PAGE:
Google joins Apple and Amazon to develop an open-source smart home standard

Google joins Apple and Amazon to develop an open-source smart home standard

We may earn a commission for purchases made using our links.

The modern “smart home” is a relatively new concept and we’re still trying to figure out how it works best. One of the things that complicated the current landscape is the various standards and systems built by technology companies. Will a smart home device work with Google Assistant or Alexa? Will my TV be able to communicate with my smart speaker? There are so many concerns about compatibility, so some of the biggest players in the industry, namely Google, Apple, and Amazon, are teaming up to address it.

Google, Apple, Amazon, and others have joined forces to create the “Project Connected Home Over IP” group. The group is managed by the Zigbee Alliance, which is probably a name you’ve heard of before if you’re into smart home gadgets. The goal is to develop a new, open-source smart home connectivity standard based on the Internet Protocol. This will hopefully simplify the process of setting up smart home products for consumers and reduce the costs and development time for developers of said products.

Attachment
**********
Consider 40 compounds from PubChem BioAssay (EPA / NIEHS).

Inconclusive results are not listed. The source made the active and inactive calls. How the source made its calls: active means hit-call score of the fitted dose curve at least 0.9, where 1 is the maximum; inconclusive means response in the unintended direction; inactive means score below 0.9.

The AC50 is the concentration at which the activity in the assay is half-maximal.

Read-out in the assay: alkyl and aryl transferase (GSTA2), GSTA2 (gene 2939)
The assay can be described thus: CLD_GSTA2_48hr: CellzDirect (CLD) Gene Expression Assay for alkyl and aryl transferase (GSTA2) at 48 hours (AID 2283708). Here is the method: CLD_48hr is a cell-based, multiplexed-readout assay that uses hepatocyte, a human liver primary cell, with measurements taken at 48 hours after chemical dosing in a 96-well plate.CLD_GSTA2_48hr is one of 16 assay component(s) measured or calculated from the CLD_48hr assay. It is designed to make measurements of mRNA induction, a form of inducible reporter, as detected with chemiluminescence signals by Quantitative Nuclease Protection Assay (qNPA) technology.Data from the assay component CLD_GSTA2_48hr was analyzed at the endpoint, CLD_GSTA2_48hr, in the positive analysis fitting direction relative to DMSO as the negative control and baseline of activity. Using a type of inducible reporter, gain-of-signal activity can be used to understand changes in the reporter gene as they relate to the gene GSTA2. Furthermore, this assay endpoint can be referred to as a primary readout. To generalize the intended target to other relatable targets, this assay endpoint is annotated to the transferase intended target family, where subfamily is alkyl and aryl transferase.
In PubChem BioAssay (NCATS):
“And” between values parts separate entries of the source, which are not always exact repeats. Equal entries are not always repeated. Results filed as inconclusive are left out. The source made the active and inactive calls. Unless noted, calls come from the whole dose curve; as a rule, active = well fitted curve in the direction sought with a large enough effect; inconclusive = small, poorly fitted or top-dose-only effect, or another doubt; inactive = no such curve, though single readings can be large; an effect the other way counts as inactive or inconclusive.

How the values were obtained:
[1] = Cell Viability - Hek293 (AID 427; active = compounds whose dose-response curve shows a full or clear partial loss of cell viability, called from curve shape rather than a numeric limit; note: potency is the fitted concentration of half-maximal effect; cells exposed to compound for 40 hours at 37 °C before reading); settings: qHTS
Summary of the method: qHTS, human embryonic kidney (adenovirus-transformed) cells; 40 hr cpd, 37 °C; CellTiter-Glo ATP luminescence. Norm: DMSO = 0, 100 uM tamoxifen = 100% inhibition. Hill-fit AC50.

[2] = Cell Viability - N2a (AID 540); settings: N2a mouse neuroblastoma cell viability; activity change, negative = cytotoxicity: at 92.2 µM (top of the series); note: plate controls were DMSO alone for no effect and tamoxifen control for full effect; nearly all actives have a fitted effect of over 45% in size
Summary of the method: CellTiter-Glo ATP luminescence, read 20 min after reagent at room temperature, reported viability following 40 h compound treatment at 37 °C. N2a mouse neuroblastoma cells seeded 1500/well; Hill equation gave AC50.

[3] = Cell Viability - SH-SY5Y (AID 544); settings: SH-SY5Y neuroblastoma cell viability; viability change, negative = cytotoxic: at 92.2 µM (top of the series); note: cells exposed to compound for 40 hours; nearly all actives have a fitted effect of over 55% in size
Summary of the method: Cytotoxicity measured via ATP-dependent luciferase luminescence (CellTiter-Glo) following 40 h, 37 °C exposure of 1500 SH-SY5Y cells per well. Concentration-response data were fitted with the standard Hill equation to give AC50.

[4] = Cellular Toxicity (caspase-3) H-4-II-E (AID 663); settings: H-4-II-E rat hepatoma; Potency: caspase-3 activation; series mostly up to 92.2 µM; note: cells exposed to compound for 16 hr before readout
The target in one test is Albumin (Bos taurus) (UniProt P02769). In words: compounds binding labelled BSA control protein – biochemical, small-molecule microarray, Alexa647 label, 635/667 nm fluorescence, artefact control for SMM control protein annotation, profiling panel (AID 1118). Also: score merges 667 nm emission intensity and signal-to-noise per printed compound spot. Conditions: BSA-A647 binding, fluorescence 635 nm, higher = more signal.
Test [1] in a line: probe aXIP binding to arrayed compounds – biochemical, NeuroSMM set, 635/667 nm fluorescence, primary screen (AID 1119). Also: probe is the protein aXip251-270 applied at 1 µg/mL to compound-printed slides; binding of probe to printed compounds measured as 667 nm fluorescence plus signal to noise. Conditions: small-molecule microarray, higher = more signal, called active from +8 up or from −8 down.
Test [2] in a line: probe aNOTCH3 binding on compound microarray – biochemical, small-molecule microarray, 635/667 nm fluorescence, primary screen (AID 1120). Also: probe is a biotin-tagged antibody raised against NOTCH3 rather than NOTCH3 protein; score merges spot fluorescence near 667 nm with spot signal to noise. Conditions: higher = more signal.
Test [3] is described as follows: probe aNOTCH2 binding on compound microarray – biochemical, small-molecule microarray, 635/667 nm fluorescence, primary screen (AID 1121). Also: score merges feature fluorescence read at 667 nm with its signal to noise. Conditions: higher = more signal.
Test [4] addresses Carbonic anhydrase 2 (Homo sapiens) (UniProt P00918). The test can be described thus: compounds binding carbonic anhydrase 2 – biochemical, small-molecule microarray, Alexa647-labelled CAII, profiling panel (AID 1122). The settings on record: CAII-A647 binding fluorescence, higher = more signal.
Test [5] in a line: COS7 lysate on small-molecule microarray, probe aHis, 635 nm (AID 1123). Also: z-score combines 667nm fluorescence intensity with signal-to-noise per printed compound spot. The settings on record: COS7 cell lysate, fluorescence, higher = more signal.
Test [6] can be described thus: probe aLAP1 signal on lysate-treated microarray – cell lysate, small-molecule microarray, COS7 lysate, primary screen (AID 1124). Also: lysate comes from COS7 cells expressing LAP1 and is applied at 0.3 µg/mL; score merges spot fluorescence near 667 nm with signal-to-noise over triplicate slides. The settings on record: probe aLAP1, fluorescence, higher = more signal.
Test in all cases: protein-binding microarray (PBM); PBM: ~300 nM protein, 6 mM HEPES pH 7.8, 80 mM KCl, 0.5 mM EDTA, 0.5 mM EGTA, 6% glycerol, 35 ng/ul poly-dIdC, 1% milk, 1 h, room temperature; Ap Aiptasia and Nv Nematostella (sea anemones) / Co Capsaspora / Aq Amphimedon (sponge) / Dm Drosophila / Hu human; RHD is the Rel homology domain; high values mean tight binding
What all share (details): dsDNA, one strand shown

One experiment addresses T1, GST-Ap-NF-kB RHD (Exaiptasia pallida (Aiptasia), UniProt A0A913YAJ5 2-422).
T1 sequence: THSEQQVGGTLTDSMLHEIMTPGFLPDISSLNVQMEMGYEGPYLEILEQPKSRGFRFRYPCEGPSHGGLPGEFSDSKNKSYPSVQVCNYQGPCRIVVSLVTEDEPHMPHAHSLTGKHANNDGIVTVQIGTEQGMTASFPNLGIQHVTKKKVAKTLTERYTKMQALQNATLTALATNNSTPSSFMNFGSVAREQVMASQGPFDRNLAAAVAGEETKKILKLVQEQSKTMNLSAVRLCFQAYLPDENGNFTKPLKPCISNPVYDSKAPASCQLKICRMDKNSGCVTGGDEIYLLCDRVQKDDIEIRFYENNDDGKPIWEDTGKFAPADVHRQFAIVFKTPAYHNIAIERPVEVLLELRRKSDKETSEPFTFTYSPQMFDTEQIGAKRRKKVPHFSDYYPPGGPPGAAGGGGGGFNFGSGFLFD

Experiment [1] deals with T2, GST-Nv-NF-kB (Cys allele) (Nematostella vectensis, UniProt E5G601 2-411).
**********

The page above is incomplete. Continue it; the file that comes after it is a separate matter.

This new standard will work alongside existing protocols such as Wi-Fi and Bluetooth. There are no concrete plans yet, but the group does say devices will most likely have to support Wi-Fi, Bluetooth Low Energy, or Thread to work with the system. Also, the standard will be based around IP, but of course, not all devices will need to connect to the Internet. The standard will allow devices to send messages to each other with “end-to-end security and privacy.”

Beyond the big names of Google, Apple, Amazon, and Zigbee, brands such as IKEA, Samsung (SmartThings), and Signify (Philips Lighting) are also part of the group. The goal of the group is great for consumers and developers, but we have no idea what the end product will look like. The group will start with a focus on safety devices such as smoke alarms and door locks. The initial “draft” of the standard is set to be released in late 2020.

Read more on the “Project Connected Home Over IP” webpage

Source: Google